Sport / Rugby

Heinz Schenk
2 minute read
4 Feb 2017
12:00 pm

Blitzboks go from invincible to vulnerable in Sydney

Heinz Schenk

A last gasp defeat to England on first day highlights unexpected shortcomings in South Africa's game but remain in the picture.

South Africa's vulnerabilities were already exposed in a narrow win over Kenya. Photo: Matt King/Getty Images.

What a difference a week  makes!

Last Sunday, the Blitzboks looked simply unstoppable as they romped to the Wellington title of this season’s World Sevens series.

A quick trip over the Tasman Sea, to Sydney, has suddenly made them look vulnerable.

Also read: LISTEN: Blitzboks are going to be ‘chased hard’ in Sydney

South Africa on Saturday slipped to a 15-21 defeat at the hands of a spirited and skillful England side, meaning their first day at the Australian leg of the campaign fell flat.

Neil Powell’s troops’ big strength to date has been their ability to catch opponents off-guard on the counter-attack but, for once, they had to taste their own medicine.

They had their first dose early in the match, when brilliant scavenging from Richard de Carpentier at a ruck delivered turnover ball to the English and allowed Phil Burgess to slow a clean pair of heels.

Yet the Blitzboks seemed to have the game sewn up when they established a 15-7 lead shortly afterwards.

The talismanic Seabelo Senatla, who once again thrilled a good crowd with six tries on day one, hit back with a dive in the corner before Justin Geduld launched a fabulous cross-kick for Chris Dry to collect.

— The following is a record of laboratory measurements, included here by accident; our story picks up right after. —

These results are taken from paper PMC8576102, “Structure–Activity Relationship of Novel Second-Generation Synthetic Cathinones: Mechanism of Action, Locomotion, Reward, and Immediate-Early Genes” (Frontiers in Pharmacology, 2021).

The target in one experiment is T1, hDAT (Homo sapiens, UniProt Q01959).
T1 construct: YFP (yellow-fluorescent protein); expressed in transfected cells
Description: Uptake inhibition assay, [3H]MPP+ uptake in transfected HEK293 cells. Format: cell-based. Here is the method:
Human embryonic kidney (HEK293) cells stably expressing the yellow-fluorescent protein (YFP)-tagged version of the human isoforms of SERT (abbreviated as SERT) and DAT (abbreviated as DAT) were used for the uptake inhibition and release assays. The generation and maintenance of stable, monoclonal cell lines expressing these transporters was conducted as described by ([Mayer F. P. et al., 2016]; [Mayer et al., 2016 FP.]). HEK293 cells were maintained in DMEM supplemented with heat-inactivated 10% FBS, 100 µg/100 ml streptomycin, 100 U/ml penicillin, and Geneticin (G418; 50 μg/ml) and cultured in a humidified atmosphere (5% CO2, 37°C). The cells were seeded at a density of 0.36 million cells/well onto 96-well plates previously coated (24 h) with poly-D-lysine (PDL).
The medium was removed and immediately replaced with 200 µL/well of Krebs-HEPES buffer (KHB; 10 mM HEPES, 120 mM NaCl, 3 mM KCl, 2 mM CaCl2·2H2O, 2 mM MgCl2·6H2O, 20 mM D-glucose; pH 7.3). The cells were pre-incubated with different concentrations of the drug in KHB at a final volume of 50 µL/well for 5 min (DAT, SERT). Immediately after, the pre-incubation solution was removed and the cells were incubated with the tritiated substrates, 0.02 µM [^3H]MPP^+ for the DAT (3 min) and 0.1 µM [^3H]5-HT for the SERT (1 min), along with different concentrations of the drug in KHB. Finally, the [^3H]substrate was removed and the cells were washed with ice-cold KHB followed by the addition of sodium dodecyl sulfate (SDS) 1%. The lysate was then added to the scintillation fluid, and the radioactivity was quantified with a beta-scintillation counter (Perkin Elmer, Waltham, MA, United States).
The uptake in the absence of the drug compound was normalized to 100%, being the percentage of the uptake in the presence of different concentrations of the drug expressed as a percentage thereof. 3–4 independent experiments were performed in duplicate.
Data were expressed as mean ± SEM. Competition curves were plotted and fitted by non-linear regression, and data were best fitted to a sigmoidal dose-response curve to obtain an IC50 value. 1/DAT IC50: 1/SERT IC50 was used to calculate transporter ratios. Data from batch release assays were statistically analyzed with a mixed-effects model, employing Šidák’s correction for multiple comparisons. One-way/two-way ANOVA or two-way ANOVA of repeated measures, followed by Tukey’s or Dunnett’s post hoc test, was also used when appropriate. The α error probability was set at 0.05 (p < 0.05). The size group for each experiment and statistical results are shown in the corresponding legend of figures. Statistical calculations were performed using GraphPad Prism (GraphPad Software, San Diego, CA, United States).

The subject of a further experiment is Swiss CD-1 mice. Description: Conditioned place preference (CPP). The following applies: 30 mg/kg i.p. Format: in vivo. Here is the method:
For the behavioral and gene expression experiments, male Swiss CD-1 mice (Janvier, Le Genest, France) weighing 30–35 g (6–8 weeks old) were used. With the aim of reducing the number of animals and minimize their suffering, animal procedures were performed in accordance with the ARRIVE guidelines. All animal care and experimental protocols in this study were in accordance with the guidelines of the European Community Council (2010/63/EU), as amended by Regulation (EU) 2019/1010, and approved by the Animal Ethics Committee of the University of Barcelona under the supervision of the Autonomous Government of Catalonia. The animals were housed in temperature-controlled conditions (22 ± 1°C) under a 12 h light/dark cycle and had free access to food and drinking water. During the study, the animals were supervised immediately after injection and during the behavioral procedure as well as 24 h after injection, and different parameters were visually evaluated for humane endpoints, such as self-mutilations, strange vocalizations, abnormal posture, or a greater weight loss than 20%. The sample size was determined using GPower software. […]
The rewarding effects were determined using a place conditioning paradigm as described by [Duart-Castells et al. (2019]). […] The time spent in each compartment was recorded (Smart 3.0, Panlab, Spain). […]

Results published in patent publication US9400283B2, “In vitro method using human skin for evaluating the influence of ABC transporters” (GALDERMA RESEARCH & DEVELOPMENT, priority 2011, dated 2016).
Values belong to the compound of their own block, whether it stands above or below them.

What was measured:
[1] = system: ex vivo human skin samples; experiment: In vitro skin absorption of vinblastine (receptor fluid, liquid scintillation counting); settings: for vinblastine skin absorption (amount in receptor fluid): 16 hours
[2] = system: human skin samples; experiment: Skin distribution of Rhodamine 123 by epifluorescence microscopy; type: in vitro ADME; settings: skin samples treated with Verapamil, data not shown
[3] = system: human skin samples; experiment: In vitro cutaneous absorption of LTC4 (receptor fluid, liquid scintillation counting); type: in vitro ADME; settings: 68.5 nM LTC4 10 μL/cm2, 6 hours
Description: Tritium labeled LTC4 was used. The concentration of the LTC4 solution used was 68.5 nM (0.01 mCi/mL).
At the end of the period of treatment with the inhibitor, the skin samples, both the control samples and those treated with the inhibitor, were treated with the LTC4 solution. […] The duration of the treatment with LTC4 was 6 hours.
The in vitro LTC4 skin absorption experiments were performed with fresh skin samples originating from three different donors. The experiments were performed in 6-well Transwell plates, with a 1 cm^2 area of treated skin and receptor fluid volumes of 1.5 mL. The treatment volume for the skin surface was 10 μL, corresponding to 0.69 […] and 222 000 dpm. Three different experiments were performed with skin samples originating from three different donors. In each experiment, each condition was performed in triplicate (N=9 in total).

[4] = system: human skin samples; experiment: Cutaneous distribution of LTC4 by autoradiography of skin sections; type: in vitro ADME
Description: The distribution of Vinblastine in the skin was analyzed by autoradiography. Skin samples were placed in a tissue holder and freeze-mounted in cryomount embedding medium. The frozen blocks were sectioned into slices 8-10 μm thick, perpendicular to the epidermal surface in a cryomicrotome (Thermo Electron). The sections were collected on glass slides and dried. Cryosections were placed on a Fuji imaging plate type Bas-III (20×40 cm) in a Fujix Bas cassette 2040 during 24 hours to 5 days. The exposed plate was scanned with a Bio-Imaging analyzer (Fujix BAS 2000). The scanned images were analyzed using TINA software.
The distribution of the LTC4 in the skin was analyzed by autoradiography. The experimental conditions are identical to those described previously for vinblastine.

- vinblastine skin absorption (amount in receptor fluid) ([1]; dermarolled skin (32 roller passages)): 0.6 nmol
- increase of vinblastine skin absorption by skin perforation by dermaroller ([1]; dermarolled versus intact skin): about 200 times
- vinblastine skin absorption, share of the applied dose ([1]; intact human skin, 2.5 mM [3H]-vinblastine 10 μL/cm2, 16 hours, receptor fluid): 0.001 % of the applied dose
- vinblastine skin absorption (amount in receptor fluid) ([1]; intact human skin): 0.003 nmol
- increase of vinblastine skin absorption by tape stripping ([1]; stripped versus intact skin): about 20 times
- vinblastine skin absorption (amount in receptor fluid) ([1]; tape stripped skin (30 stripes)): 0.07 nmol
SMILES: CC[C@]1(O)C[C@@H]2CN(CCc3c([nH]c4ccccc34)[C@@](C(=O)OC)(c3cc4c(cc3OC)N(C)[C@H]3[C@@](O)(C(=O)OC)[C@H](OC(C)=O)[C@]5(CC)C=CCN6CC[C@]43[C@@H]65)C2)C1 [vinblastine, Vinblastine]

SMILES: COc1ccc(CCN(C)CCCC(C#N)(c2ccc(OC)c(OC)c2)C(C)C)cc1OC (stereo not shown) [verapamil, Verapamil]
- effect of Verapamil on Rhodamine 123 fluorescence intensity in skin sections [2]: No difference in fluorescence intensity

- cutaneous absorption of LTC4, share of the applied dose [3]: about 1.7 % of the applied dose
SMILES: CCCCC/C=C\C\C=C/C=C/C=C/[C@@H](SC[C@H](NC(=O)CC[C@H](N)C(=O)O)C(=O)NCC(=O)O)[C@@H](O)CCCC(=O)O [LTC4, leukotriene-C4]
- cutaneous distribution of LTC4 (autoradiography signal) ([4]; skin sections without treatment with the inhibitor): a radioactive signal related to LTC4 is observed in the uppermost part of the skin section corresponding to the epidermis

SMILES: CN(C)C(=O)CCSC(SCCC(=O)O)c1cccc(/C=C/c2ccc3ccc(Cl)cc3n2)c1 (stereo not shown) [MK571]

Geduld showcased his playmaking skills further when he dashed down the touchline – beating a defender in the process – to scored his own try.

That was where the joy ended.

Not to be denied, England brilliantly created a dummy overlap that was superbly finished by Dan Norton.

And then came the ultimate case of using your opponent’s tactic against them.

With the game in the balance at 15-14, super sub Ollie Lindsay-Hague did a “Geduld” by kicking a magnificent cross-kick for James Rodwell to collect.

It was a fabulous end to a fabulous fightback.

In retrospect, South Africa’s problem starting in their previous game, an arm-wrestle against Kenya that was narrowly won 14-7.

The Blizboks committed numerous errors and were surprisingly undisciplined as their continental compatriots enjoyed a 7-0 advantage initially.

But an untimely yellow card allowed Senatla – assisted ably by replacement Rosko Specman – to score a brace and save his side’s blushes.

In their first game, South Africa comfortably beat Japan 32-0.

They face the USA in Sunday’s cup quarterfinal.

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